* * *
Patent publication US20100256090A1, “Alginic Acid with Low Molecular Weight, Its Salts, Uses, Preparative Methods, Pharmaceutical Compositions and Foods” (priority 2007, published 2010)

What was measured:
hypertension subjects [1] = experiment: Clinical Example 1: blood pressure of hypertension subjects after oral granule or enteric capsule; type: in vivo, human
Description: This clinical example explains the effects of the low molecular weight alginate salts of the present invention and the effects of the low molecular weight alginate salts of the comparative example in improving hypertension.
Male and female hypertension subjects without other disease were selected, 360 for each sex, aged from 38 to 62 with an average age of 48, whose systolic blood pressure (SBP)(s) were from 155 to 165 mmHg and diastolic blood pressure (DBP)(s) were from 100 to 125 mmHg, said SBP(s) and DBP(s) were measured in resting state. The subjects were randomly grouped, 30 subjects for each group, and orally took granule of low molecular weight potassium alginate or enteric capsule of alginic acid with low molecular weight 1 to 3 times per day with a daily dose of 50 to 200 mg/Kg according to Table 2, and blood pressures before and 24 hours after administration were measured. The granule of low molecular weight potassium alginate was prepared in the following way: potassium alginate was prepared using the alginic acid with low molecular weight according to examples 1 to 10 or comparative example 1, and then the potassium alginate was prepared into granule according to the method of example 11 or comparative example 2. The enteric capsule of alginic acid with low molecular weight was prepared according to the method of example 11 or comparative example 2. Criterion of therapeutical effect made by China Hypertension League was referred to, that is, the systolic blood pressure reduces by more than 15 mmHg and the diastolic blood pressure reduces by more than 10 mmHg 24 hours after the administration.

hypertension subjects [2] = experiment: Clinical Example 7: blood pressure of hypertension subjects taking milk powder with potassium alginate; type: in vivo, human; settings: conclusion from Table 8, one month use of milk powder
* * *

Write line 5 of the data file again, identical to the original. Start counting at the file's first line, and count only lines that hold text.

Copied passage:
Male and female hypertension subjects without other disease were selected, 360 for each sex, aged from 38 to 62 with an average age of 48, whose systolic blood pressure (SBP)(s) were from 155 to 165 mmHg and diastolic blood pressure (DBP)(s) were from 100 to 125 mmHg, said SBP(s) and DBP(s) were measured in resting state. The subjects were randomly grouped, 30 subjects for each group, and orally took granule of low molecular weight potassium alginate or enteric capsule of alginic acid with low molecular weight 1 to 3 times per day with a daily dose of 50 to 200 mg/Kg according to Table 2, and blood pressures before and 24 hours after administration were measured. The granule of low molecular weight potassium alginate was prepared in the following way: potassium alginate was prepared using the alginic acid with low molecular weight according to examples 1 to 10 or comparative example 1, and then the potassium alginate was prepared into granule according to the method of example 11 or comparative example 2. The enteric capsule of alginic acid with low molecular weight was prepared according to the method of example 11 or comparative example 2. Criterion of therapeutical effect made by China Hypertension League was referred to, that is, the systolic blood pressure reduces by more than 15 mmHg and the diastolic blood pressure reduces by more than 10 mmHg 24 hours after the administration.